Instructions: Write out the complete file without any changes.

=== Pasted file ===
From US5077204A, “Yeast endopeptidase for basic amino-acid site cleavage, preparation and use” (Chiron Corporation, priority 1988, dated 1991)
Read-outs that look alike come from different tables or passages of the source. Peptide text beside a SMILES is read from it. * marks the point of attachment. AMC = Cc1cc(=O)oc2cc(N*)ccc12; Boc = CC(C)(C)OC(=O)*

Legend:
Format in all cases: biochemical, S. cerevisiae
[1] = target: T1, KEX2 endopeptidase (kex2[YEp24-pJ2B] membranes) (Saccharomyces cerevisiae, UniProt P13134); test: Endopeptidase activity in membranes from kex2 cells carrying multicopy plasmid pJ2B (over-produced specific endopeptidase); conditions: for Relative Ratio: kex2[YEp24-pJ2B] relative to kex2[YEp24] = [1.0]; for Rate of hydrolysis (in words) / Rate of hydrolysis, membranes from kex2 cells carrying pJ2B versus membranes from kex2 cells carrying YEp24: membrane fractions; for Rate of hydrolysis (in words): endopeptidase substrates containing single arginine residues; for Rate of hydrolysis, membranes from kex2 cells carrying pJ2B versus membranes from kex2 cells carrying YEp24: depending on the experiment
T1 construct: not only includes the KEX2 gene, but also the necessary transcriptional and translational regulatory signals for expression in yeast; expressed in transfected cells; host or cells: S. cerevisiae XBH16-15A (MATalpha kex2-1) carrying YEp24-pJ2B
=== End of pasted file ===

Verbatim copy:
From US5077204A, “Yeast endopeptidase for basic amino-acid site cleavage, preparation and use” (Chiron Corporation, priority 1988, dated 1991)
Read-outs that look alike come from different tables or passages of the source. Peptide text beside a SMILES is read from it. * marks the point of attachment. AMC = Cc1cc(=O)oc2cc(N*)ccc12; Boc = CC(C)(C)OC(=O)*

Legend:
Format in all cases: biochemical, S. cerevisiae
[1] = target: T1, KEX2 endopeptidase (kex2[YEp24-pJ2B] membranes) (Saccharomyces cerevisiae, UniProt P13134); test: Endopeptidase activity in membranes from kex2 cells carrying multicopy plasmid pJ2B (over-produced specific endopeptidase); conditions: for Relative Ratio: kex2[YEp24-pJ2B] relative to kex2[YEp24] = [1.0]; for Rate of hydrolysis (in words) / Rate of hydrolysis, membranes from kex2 cells carrying pJ2B versus membranes from kex2 cells carrying YEp24: membrane fractions; for Rate of hydrolysis (in words): endopeptidase substrates containing single arginine residues; for Rate of hydrolysis, membranes from kex2 cells carrying pJ2B versus membranes from kex2 cells carrying YEp24: depending on the experiment
T1 construct: not only includes the KEX2 gene, but also the necessary transcriptional and translational regulatory signals for expression in yeast; expressed in transfected cells; host or cells: S. cerevisiae XBH16-15A (MATalpha kex2-1) carrying YEp24-pJ2B